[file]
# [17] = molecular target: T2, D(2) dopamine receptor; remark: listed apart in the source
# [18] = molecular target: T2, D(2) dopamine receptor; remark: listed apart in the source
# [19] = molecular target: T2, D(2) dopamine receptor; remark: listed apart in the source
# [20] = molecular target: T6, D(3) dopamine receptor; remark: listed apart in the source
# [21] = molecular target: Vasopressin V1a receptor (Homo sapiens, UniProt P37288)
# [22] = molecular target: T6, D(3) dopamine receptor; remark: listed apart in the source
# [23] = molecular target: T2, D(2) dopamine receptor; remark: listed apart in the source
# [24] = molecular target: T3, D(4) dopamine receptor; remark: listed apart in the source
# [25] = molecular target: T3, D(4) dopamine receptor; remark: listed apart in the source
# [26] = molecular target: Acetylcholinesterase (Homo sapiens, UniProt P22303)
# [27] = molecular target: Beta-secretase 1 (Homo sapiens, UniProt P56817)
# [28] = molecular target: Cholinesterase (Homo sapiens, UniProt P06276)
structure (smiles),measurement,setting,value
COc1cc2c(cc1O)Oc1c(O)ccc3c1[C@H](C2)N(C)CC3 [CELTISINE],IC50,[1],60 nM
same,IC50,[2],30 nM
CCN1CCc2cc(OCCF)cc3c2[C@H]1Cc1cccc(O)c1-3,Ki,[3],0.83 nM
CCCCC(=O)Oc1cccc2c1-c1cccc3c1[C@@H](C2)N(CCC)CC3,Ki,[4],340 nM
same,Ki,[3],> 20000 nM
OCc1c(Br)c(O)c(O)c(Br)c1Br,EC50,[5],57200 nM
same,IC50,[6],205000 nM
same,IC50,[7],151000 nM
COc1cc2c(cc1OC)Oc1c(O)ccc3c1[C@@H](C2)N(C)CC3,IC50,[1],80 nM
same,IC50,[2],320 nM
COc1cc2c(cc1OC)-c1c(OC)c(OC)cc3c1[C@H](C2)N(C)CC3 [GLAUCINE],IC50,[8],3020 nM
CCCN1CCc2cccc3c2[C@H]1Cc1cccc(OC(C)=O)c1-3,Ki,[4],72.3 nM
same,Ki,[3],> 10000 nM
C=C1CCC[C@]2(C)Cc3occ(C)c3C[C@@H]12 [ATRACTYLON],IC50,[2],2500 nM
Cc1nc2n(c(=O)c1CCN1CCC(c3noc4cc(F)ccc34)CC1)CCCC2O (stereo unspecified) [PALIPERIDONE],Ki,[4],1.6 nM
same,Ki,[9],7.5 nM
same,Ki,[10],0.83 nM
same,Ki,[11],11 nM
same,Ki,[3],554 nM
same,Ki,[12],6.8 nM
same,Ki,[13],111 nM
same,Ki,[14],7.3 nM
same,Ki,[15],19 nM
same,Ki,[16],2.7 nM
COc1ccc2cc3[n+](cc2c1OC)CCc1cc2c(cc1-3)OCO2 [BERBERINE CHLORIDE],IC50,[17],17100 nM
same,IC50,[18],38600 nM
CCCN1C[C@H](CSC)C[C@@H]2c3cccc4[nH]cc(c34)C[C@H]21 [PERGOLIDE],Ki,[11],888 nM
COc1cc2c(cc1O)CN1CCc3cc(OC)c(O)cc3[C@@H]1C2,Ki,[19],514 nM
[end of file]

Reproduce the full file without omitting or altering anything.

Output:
# [17] = molecular target: T2, D(2) dopamine receptor; remark: listed apart in the source
# [18] = molecular target: T2, D(2) dopamine receptor; remark: listed apart in the source
# [19] = molecular target: T2, D(2) dopamine receptor; remark: listed apart in the source
# [20] = molecular target: T6, D(3) dopamine receptor; remark: listed apart in the source
# [21] = molecular target: Vasopressin V1a receptor (Homo sapiens, UniProt P37288)
# [22] = molecular target: T6, D(3) dopamine receptor; remark: listed apart in the source
# [23] = molecular target: T2, D(2) dopamine receptor; remark: listed apart in the source
# [24] = molecular target: T3, D(4) dopamine receptor; remark: listed apart in the source
# [25] = molecular target: T3, D(4) dopamine receptor; remark: listed apart in the source
# [26] = molecular target: Acetylcholinesterase (Homo sapiens, UniProt P22303)
# [27] = molecular target: Beta-secretase 1 (Homo sapiens, UniProt P56817)
# [28] = molecular target: Cholinesterase (Homo sapiens, UniProt P06276)
structure (smiles),measurement,setting,value
COc1cc2c(cc1O)Oc1c(O)ccc3c1[C@H](C2)N(C)CC3 [CELTISINE],IC50,[1],60 nM
same,IC50,[2],30 nM
CCN1CCc2cc(OCCF)cc3c2[C@H]1Cc1cccc(O)c1-3,Ki,[3],0.83 nM
CCCCC(=O)Oc1cccc2c1-c1cccc3c1[C@@H](C2)N(CCC)CC3,Ki,[4],340 nM
same,Ki,[3],> 20000 nM
OCc1c(Br)c(O)c(O)c(Br)c1Br,EC50,[5],57200 nM
same,IC50,[6],205000 nM
same,IC50,[7],151000 nM
COc1cc2c(cc1OC)Oc1c(O)ccc3c1[C@@H](C2)N(C)CC3,IC50,[1],80 nM
same,IC50,[2],320 nM
COc1cc2c(cc1OC)-c1c(OC)c(OC)cc3c1[C@H](C2)N(C)CC3 [GLAUCINE],IC50,[8],3020 nM
CCCN1CCc2cccc3c2[C@H]1Cc1cccc(OC(C)=O)c1-3,Ki,[4],72.3 nM
same,Ki,[3],> 10000 nM
C=C1CCC[C@]2(C)Cc3occ(C)c3C[C@@H]12 [ATRACTYLON],IC50,[2],2500 nM
Cc1nc2n(c(=O)c1CCN1CCC(c3noc4cc(F)ccc34)CC1)CCCC2O (stereo unspecified) [PALIPERIDONE],Ki,[4],1.6 nM
same,Ki,[9],7.5 nM
same,Ki,[10],0.83 nM
same,Ki,[11],11 nM
same,Ki,[3],554 nM
same,Ki,[12],6.8 nM
same,Ki,[13],111 nM
same,Ki,[14],7.3 nM
same,Ki,[15],19 nM
same,Ki,[16],2.7 nM
COc1ccc2cc3[n+](cc2c1OC)CCc1cc2c(cc1-3)OCO2 [BERBERINE CHLORIDE],IC50,[17],17100 nM
same,IC50,[18],38600 nM
CCCN1C[C@H](CSC)C[C@@H]2c3cccc4[nH]cc(c34)C[C@H]21 [PERGOLIDE],Ki,[11],888 nM
COc1cc2c(cc1O)CN1CCc3cc(OC)c(O)cc3[C@@H]1C2,Ki,[19],514 nM